Insomnia is when a person is having troubles falling asleep, staying asleep or getting quality sleep. There are two different types of insomnia, primary and secondary. Primary Insomnia is when your troubles with sleeping are not associated with another health condition. Secondary Insomnia occurs when your troubles are linked to a health condition or problem. Insomnia can be caused by anxiety, depression, stress, drinking too much caffeine, and having discomfort somewhere in your body. If you have insomnia you will most likely be tired throughout your day, be irritable, and have problems concentrating.
Narcolepsy
Narcolepsy is a sleep disorder where you have a mass amount of daytime drowsiness and you fall into REM sleep without any warning. Unfortunately Narcolepsy is a chronic disorder and their is no cure for it, however you can take medication to help.

Sleep Apnea

There are two main types of sleep apnea, obstructive and central. Obstructive sleep apnea occurs when the throat muscles relax and central sleep apnea occurs when your brain doesn't send proper signals to the muscles that control your breathing. Sleep apnea is when you're sleeping and you stop breathing for at least thirty seconds. Sleep apnea is a very serious condition that can cause
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long term heart problems. Fortunately most cases are treatable with either a device that helps breathing or surgery.
Benefits of Sleep
  • Improves memory
  • Longer life
  • Spike creativity
  • Better athletic performance
  • Better grades
  • Healthy lifestyle and weight
  • Lower stress
  • Better mental health

College Students and Sleep

Unfortunately many students use homework or studying as an excuse to not sleep. They don't realize that this could cause worse long term effects to both their health and school work. Not getting enough sleep can cause you to come to class drowse and not paying full attention in class. By not sleeping they are causing their mental and physical health to decline and at some point they will need sleep, but why wait until you are sick to do so. Balancing school, work and your health can be a difficult thing especially for college students but a good mix of studying and sleeping will give you the best outcome. It is shown that students who get better sleep at night have better grades in school. Whereas students who pull "all nighters" are shown to have a lower GPA. It is also shown that students who show symptoms or have sleeping disorders are more likely to get bad grades.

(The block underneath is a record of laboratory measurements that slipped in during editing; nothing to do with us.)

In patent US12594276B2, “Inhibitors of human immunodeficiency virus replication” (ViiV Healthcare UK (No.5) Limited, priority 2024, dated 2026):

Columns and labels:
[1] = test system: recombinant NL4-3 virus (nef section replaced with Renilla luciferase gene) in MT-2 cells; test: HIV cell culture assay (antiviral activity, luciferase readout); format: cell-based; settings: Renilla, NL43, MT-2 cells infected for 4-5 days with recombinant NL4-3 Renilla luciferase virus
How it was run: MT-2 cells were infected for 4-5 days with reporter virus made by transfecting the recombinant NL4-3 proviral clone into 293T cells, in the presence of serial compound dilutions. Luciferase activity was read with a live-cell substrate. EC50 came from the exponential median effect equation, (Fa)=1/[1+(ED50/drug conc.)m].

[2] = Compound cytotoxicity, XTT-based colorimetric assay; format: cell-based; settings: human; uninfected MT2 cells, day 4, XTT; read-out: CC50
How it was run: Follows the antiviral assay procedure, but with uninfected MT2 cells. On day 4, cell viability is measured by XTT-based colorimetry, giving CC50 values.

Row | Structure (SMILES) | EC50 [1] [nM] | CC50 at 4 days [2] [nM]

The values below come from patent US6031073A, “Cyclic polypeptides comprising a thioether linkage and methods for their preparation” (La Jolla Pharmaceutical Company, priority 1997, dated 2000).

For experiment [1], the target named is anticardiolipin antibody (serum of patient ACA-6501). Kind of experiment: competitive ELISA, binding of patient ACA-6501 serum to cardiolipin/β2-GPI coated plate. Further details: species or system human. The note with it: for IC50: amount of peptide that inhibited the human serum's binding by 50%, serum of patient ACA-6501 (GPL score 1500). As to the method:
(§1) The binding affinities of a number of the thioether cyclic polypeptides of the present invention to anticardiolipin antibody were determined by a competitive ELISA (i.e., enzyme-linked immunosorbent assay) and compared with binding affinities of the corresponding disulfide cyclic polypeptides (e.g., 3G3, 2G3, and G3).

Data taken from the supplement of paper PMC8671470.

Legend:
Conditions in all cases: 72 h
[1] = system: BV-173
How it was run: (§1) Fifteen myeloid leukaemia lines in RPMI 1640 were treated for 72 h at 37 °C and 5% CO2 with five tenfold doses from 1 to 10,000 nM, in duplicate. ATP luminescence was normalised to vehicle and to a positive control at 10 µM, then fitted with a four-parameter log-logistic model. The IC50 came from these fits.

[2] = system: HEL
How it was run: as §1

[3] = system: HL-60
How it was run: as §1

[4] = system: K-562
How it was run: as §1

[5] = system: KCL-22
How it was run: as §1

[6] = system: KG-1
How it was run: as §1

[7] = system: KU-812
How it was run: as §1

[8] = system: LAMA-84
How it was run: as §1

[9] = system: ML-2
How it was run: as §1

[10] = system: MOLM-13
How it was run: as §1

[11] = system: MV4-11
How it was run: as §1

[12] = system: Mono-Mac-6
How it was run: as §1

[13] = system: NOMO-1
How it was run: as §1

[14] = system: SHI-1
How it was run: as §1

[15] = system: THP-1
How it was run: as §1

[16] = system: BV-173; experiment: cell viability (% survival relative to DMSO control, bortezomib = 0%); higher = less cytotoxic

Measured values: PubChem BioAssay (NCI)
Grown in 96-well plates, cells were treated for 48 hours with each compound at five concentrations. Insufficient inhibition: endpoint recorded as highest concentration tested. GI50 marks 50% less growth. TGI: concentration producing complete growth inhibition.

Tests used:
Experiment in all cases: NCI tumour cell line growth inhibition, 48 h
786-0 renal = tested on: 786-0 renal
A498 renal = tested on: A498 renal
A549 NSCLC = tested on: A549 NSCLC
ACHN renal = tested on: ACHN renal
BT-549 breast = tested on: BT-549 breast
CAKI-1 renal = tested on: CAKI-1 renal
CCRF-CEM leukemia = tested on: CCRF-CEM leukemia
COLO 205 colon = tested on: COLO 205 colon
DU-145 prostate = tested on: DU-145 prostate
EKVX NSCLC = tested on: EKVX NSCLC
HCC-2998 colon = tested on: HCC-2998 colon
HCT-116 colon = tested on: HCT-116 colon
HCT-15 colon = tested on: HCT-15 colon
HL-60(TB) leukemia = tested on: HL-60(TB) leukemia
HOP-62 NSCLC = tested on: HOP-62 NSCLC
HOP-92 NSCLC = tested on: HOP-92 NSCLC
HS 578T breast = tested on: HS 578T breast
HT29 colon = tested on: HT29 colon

Helpful tips
  • Only use your bed for sleepCooper-Collection-Red-Twin-Garden-Bed.jpg
  • Stay away from caffeine
  • Limit nap
  • Avoid eating large meals before you sleep
  • Follow a sleep schedule
  • Don't use your cell phone in bed
Information
Next time you are thinking about pulling an "all nighter," remember the consequences. You may believe that short term this will be beneficial, but in the long run it will leave you in a worse place. At some time or another we have all had troubles sleeping but that does not necessarily you have a sleep disorder. If you or a friend have or think you may have a sleeping disorder and have had symptoms for at least a week it would be wise to call your doctor and seek medical advice. They will likely do different tests and monitor your sleep problems to provide you with the best form of treatment.
Multimedia

"Bed - Google Search." Bed - Google Search. N.p., n.d. Web. 02 Dec. 2013.
"Circadian Rhythm." Wikipedia. Wikimedia Foundation, 12 Feb. 2013. Web. 01 Dec. 2013.
"How Much Sleep Do We Really Need?" How Much Sleep Do You Need. National Sleep Foundation, n.d. Web. 25 Nov. 2013.
"Sleep, Stages of Sleep,stage 1 NREM, Stage 2 NREM, Stage 3 NREM,stage 4 NREM, Sleep Disorders, Insomnia, Sleep Apnea, Narcolepsy, RLS,Alternative Therapies, Mind-body Medicine, Integrative Therapies." Sleep, Stages of Sleep,stage 1 NREM, Stage 2 NREM, Stage 3 NREM,stage 4 NREM, Sleep Disorders, Insomnia, Sleep Apnea, Narcolepsy, RLS,Alternative Therapies, Mind-body Medicine, Integrative Therapies. N.p., n.d. Web. 25 Nov. 2013.
"Sleepwalking, Somnambulism." GoodTherapy org Therapy Blog Sleepwalking Somnambulism Comments. N.p., n.d. Web. 02 Dec. 2013.
References
"11 Surprising Health Benefits of Sleep." Last Slide - 11 Surprising Health Benefits of Sleep - Health.com. N.p., n.d. Web. 02 Dec. 2013.
"AASM News Archive." AASM. N.p., n.d. Web. 30 Nov. 2013.
"THE BRAIN FROM TOP TO BOTTOM." THE BRAIN FROM TOP TO BOTTOM. N.p., n.d. Web. 29 Nov. 2013.
"The Healing Power of Sleep." WebMD. WebMD, n.d. Web. 02 Dec. 2013.
"Insomnia (Chronic and Acute Insomnia) Causes and Symptoms." WebMD. WebMD, n.d. Web. 30 Nov. 2013.
Mayo Clinic. Mayo Foundation for Medical Education and Research, n.d. Web. 02 Dec. 2013.
"Night Terrors in Children: Causes, Symptoms, Treatments." WebMD. WebMD, n.d. Web. 02 Dec. 2013.
Staff, Mayo Clinic. "Definition." Mayo Clinic. Mayo Foundation for Medical Education and Research, 24 Oct. 2012. Web. 02 Dec. 2013.
"Why Is Sleep Important?" - NHLBI, NIH. National Heart, Lung, and Blood Institute, n.d. Web. 25 Nov. 2013.

"How Lack of Sleep Plagues Colleges Students | USA TODAY College." How Lack of Sleep Plagues Colleges Students | USA TODAY College. N.p., n.d. Web. 03 Dec. 2013.